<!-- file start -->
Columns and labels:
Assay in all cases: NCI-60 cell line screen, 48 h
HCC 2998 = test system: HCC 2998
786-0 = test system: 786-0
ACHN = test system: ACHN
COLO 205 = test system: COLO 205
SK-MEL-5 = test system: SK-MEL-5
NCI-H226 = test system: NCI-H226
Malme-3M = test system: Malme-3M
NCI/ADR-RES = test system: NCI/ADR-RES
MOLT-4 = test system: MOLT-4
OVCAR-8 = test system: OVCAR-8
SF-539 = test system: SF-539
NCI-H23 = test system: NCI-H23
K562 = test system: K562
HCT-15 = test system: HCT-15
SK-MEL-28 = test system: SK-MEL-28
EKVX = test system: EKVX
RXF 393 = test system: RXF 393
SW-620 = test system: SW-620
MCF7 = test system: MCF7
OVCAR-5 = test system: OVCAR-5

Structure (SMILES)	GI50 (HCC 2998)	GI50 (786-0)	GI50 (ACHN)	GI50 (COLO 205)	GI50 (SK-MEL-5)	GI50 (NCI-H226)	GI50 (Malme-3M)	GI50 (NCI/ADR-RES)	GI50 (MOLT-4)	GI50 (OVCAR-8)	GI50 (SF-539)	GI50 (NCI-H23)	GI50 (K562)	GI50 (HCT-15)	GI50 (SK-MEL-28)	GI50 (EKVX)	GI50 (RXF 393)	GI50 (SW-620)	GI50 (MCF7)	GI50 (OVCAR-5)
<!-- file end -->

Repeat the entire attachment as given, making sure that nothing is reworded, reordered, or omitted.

Columns and labels:
Assay in all cases: NCI-60 cell line screen, 48 h
HCC 2998 = test system: HCC 2998
786-0 = test system: 786-0
ACHN = test system: ACHN
COLO 205 = test system: COLO 205
SK-MEL-5 = test system: SK-MEL-5
NCI-H226 = test system: NCI-H226
Malme-3M = test system: Malme-3M
NCI/ADR-RES = test system: NCI/ADR-RES
MOLT-4 = test system: MOLT-4
OVCAR-8 = test system: OVCAR-8
SF-539 = test system: SF-539
NCI-H23 = test system: NCI-H23
K562 = test system: K562
HCT-15 = test system: HCT-15
SK-MEL-28 = test system: SK-MEL-28
EKVX = test system: EKVX
RXF 393 = test system: RXF 393
SW-620 = test system: SW-620
MCF7 = test system: MCF7
OVCAR-5 = test system: OVCAR-5

Structure (SMILES)	GI50 (HCC 2998)	GI50 (786-0)	GI50 (ACHN)	GI50 (COLO 205)	GI50 (SK-MEL-5)	GI50 (NCI-H226)	GI50 (Malme-3M)	GI50 (NCI/ADR-RES)	GI50 (MOLT-4)	GI50 (OVCAR-8)	GI50 (SF-539)	GI50 (NCI-H23)	GI50 (K562)	GI50 (HCT-15)	GI50 (SK-MEL-28)	GI50 (EKVX)	GI50 (RXF 393)	GI50 (SW-620)	GI50 (MCF7)	GI50 (OVCAR-5)